Jail time for growing veggies. Did you hear about Julie Bass of Oak Park, Michigan? City officials threatened her with 93 days of jail if she didn’t remove her front yard vegetable garden, even though there wasn’t a law stating it as criminal to grow a front yard veggie patch.

We are a hungry nation. According to the latest data, 19% of Americans are food insecure, which means that they do not know where their next meal is coming from. That’s more than 1 in every 6. Statistically speaking, this means that someone in your neighborhood, office, and church are going hungry. The stats for kids are worse: more than 1 in every 5 children is going hungry. How many kids are in your child’s class? Divide that number by 5 and you will have a conservative number for how many of your child’s schoolmates are going hungry. According to this report, US is now second in the world, only to Mexico, for food insecurity among children. Sesame Street recently took up this issue, in an effort to raise awareness about food needs among kids and their families.

How did we end up here? Rather, how can we prevent things from getting scarier and protect our rights to food sovereignty?  National Food Day is part of the revolution to support healthy, affordable food produced in a sustainable, humane, dignified manner. We all need to be concerned about the plummeting welfare of our current food systems.

The Goals of National Food Day:

  1. Support sustainable farms
  2. Reduce diet related diseases by access to quality foods
  3. Decrease food deserts by expanding access to food, thereby improving food security
  4.  Reform factory farms to support humane conditions for farm animals, farm employees, and the environment
  5. Promote health through increased access to nutritious and whole foods
  6. Curb junk-food marketing to children
  7. Reduce financial subsidies to giant agri-businesses

Take the Power Back!

What you can do today and every day:

  1. Buy local whenever possible. You can join a local CSA (community supported agriculture), local food co-operative, or visit your farmer’s markets.
  2. Grow something, anything! Start with herbs or a salad mixture. Lettuce and kale are easy to grow at this time of year. Grow more if you can. You can join in on a cooperative space for growing. You can also replace some of your ornamental greenery (like shrubs) with food-producing plants (like berry bushes or grapes). Not only is it beautiful to grow edibles, it is greatly satisfying.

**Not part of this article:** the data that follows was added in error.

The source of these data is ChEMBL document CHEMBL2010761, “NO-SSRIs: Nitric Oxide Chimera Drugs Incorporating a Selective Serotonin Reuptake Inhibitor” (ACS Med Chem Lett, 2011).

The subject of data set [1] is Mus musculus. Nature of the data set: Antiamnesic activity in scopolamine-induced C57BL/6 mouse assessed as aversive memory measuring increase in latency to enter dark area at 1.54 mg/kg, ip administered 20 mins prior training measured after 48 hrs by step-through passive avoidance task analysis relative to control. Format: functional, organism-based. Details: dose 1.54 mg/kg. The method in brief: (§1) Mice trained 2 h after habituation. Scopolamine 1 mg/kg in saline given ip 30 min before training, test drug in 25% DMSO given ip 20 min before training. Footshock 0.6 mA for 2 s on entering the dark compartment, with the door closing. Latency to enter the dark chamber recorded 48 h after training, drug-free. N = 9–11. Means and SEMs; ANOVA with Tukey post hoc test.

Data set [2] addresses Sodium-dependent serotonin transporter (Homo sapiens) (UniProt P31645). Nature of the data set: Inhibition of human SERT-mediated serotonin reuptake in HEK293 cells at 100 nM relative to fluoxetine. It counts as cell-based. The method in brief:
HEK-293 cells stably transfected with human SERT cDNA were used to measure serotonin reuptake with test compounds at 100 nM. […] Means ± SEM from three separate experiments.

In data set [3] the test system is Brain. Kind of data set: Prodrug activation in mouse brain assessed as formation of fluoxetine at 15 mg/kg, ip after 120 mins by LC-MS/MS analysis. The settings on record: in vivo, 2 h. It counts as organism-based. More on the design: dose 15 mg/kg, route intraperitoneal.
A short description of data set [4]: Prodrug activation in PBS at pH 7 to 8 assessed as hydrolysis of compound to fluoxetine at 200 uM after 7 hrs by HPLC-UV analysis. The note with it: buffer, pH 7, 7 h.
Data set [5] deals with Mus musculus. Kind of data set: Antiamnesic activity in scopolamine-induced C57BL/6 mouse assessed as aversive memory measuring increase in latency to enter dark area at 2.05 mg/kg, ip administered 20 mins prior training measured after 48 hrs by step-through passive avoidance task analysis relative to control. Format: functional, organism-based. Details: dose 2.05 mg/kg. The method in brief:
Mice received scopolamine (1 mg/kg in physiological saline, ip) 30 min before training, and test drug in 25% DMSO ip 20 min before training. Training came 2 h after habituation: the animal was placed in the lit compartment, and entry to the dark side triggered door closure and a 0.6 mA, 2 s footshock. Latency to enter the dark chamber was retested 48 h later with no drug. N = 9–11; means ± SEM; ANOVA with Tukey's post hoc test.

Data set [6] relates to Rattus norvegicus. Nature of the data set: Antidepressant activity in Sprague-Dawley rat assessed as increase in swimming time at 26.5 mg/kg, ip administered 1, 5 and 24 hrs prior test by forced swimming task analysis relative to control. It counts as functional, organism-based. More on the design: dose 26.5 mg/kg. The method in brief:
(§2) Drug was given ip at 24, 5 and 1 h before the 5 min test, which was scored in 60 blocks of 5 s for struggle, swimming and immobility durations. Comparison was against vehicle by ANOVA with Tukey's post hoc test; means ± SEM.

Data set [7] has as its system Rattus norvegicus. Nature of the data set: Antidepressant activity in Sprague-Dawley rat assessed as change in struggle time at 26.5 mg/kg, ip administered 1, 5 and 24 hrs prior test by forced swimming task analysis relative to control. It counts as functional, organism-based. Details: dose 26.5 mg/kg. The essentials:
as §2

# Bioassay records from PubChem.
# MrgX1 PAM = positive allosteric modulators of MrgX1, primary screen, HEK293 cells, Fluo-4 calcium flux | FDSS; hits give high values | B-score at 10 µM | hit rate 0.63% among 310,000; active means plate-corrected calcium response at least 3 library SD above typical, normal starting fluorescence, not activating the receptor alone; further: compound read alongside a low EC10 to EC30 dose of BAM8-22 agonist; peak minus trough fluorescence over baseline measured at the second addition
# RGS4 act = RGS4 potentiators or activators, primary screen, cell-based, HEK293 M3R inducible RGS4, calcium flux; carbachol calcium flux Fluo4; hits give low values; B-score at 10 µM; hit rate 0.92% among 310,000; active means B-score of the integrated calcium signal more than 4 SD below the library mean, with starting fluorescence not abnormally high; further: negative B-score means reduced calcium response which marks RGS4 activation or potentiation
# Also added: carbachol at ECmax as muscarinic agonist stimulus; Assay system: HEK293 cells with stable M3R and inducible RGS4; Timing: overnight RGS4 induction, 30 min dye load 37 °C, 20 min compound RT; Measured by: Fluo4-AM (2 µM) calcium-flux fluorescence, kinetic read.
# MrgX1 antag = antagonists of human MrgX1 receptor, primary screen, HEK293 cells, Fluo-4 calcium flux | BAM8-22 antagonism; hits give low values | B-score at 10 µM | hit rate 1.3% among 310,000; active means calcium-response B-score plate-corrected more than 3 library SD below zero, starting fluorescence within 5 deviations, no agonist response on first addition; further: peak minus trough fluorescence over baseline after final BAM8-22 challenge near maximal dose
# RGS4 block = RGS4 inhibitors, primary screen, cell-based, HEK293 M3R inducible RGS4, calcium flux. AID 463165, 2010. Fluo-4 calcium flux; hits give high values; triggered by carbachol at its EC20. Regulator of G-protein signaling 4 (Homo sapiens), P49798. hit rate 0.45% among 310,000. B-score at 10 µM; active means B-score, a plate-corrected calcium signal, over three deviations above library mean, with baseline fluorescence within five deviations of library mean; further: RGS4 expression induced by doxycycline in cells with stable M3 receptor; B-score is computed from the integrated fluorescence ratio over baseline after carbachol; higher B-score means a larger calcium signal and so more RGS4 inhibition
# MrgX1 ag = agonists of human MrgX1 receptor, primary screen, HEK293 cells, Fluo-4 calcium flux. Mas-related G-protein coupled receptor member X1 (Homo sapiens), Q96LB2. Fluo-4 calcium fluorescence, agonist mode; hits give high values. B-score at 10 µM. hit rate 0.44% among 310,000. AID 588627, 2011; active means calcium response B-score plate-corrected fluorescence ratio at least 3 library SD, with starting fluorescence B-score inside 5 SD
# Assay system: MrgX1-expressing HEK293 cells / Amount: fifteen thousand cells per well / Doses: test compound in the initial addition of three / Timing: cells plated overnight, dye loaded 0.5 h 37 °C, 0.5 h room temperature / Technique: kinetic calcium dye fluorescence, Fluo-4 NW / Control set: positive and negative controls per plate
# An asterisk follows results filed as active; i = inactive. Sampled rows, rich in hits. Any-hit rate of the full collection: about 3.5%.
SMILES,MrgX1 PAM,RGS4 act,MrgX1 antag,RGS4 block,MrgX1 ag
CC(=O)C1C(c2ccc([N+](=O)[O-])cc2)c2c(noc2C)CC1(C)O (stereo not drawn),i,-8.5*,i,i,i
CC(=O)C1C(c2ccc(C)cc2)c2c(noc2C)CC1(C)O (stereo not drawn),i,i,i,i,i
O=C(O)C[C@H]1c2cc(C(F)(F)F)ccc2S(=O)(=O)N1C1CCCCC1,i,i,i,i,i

3. Cook. Prioritize it in your schedule. Budget your time for it. Commission help from your kids. Cook cooperatively with neighbors or friends. Do whatever it takes. Don’t know how to cook? Take a class. Buy a cookbook. Watch a You Tube instructional video. Buy Mark Bittman’s book “How to Cook Everything.” It’s not hard, but it does take practice, patience, and a sense of adventure.
  4. Inform yourself and inspire yourself. Here  are a few great documentaries to put at the top of your movie night list:
  1. Urban Roots
  2. Food, Inc
  3. Ingredients
  4. Fresh
  5. The Future of Food
  6. Here is a guide to more excellent documentary recommendations. 

Important actions for us, the consumers, to explore:

  1. Right now: Watch this Sesame Street video on childhood hunger.
  2. What would it take for you to cook at least one meal per day for your family?
  3. Why do you think that buying local is important? Can you aim to eat 20% of your foods from local sources within the year?
  4. What simple steps can you take to consume better foods today, at your very next meal?
  5. Get some perspective about the demands on our food systems. Let it inspire you to start growing some of your own foods. Watch this video from the Center for Food Integrity.
  6. Speak out about your right to choose healthier foods and know if what you are buying is GMO.

Please support the movement. Visit the FoodDay.org website to learn more and sign the petition in favor of the mission. And on behalf of all eaters today and in the future, THANK YOU.

 Did you like this post? Please tweet it, Facebook it, email it, and ‘like it’ on this page. I appreciate your support. Share your questions and thoughts below. Your insights and questions help us all to grow.

 

To our food rights and choices,

Frances